About the book, from the publisher:
Throughout history, governments have attempted to control religious organizations and limit religious freedom. However, over the past two hundred years the world has witnessed an expansion of religious liberty. What explains this rise in religious freedom? Anthony Gill argues that political leaders are more likely to allow religious freedom when such laws affect their ability to stay in power, and/or when religious freedoms are seen to enhance the economic well-being of their country.

Tuesday, November 13, 2007

"Differential Diagnoses"

New from Cornell University Press: Differential Diagnoses: A Comparative History of Health Care Problems and Solutions in the United States and France by Paul V. Dutton.

About the book, from the publisher:
Although the United States spends 16 percent of its gross domestic product on health care, more than 46 million people have no insurance coverage, while one in four Americans report difficulty paying for medical care. Indeed, the U.S. health care system, despite being the most expensive health care system in the world, ranked thirty-seventh in a comprehensive World Health Organization report. With health care spending only expected to increase, Americans are again debating new ideas for expanding coverage and cutting costs. According to the historian Paul V. Dutton, Americans should look to France, whose health care system captured the World Health Organization's number-one spot.

In Differential Diagnoses, Dutton debunks a common misconception among Americans that European health care systems are essentially similar to each other and vastly different from U.S. health care. In fact, the Americans and the French both distrust “socialized medicine.” Both peoples cherish patient choice, independent physicians, medical practice freedoms, and private insurers in a qualitatively different way than the Canadians, the British, and many others.

The United States and France have struggled with the same ideals of liberty and equality, but one country followed a path that led to universal health insurance; the other embraced private insurers and has only guaranteed coverage for the elderly and the very poor. How has France reconciled the competing ideals of individual liberty and social equality to assure universal coverage while protecting patient and practitioner freedoms? What can Americans learn from the French experience, and what can the French learn from the U.S. example? Differential Diagnoses answers these questions by comparing how employers, labor unions, insurers, political groups, the state, and medical professionals have shaped their nations' health care systems from the early years of the twentieth century to the present day.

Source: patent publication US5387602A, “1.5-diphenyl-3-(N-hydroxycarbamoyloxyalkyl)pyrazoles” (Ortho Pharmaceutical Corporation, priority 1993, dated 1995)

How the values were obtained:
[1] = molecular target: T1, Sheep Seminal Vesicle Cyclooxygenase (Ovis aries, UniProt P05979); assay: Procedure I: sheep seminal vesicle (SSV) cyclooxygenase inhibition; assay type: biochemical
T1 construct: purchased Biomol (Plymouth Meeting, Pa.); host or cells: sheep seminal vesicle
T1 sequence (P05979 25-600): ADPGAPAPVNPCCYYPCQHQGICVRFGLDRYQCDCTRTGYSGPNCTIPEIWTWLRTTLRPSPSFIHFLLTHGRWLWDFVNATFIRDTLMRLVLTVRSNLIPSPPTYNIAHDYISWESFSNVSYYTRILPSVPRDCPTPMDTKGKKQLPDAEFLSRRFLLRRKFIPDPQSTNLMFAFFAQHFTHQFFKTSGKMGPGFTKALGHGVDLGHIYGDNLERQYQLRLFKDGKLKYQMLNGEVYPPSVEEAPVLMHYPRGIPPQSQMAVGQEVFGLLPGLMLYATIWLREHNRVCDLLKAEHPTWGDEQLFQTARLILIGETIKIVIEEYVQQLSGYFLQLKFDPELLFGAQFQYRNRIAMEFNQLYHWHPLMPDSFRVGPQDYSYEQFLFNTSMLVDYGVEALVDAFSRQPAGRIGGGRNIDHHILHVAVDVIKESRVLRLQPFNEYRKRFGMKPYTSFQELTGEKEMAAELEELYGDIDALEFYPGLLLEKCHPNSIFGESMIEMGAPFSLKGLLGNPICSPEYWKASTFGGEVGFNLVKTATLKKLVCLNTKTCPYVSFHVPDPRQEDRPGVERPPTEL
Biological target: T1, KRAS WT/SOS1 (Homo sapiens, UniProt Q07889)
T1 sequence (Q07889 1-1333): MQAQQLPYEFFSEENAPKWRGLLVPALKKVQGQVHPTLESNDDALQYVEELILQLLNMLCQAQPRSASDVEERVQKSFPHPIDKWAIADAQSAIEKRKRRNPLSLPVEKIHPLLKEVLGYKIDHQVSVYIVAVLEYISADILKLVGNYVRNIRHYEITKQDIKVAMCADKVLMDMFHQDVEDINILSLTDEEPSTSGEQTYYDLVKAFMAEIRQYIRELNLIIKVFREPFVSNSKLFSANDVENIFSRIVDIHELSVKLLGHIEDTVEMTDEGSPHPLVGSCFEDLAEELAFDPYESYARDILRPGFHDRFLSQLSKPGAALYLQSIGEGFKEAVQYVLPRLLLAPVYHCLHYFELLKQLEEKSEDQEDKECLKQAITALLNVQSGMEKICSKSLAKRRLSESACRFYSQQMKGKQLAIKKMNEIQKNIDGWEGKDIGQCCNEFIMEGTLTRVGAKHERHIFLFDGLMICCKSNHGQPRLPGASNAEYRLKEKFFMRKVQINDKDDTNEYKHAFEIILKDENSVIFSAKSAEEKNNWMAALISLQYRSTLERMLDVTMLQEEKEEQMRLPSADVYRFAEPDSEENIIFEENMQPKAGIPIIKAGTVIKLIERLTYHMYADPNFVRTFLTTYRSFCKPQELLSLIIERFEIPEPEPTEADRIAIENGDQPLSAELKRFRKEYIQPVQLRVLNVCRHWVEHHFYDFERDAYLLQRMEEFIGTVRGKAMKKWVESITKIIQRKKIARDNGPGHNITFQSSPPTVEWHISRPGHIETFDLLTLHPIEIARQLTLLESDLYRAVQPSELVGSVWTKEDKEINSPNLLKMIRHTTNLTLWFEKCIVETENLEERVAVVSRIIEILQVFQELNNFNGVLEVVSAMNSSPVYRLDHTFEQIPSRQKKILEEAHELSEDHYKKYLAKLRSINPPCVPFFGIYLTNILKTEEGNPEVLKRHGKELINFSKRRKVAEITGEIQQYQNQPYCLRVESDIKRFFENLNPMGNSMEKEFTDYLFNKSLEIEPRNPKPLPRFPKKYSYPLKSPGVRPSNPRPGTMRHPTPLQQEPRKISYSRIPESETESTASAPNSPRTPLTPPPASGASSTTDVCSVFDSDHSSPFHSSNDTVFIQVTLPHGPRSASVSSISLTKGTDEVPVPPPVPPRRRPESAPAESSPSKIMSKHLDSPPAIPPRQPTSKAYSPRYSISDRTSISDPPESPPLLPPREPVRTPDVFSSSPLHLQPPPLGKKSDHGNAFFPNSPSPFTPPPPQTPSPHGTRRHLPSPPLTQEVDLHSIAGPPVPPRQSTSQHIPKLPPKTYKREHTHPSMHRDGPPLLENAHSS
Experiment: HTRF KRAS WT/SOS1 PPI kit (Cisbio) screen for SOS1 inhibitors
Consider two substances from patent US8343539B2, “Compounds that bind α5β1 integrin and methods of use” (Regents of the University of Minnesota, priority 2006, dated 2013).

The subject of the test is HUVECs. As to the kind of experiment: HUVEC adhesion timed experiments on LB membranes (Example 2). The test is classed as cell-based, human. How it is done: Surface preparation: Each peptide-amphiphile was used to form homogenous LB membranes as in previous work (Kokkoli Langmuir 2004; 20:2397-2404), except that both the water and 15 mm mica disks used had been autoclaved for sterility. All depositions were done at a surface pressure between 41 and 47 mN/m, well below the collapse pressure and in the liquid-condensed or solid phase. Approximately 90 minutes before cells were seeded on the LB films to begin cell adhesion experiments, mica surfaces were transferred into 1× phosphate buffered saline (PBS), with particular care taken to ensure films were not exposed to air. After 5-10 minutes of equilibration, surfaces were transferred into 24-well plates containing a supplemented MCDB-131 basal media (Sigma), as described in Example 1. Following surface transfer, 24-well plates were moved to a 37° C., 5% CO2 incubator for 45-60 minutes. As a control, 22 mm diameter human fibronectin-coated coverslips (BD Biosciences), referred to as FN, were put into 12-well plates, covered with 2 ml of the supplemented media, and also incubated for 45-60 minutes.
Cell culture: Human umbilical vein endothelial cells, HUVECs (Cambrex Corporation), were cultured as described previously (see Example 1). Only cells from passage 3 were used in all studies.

Monday, November 12, 2007

"After War"

New from Stanford University Press: After War: The Political Economy of Exporting Democracy by Christopher Coyne.

About the book, from the publisher:
Why does liberal democracy take hold in some countries but not in others? Why do we observe such different outcomes in military interventions, from Germany and Japan to Afghanistan and Iraq? Do efforts to export democracy help as much as they hurt? These are some of the most enduring questions of our time.

Historically, the United States has attempted to generate change in foreign countries by exporting liberal democratic institutions through military occupation and reconstruction. Despite these efforts, the record of U.S.-led reconstructions has been mixed, at best. For every West Germany or Japan, there is a Cuba, Haiti, Somalia, or Vietnam.

After War seeks to answer these critical foreign policy questions by bringing an economic mindset to a topic that has been traditionally tackled by historians, policymakers, and political scientists. Economics focuses on how incentives influence human action. Therefore, within an economic context, a successful reconstruction entails finding and establishing a set of incentives that makes citizens prefer a liberal democratic order. Coyne examines the mechanisms and institutions that contribute to the success of reconstruction programs by creating incentives for sustained cooperation.

Coyne emphasizes that the main threat to Western nations in the post-Cold War period will not come from a superpower, but rather from weak, failed, and conflict-torn states — and rogue groups within them. It is also critical to recognize that the dynamics at work — cultural, historical, and social — in these modern states are fundamentally different from those that the United States faced in the reconstructions of West Germany and Japan. As such, these historical cases of successful reconstruction are poor models for todays challenges. In Coynes view, policymakers and occupiers face an array of internal and external constraints in dealing with rogue states. These constraints are often greatest in the countries most in need of the political, economic, and social change. The irony is that these projects are least likely to succeed precisely where they are most needed.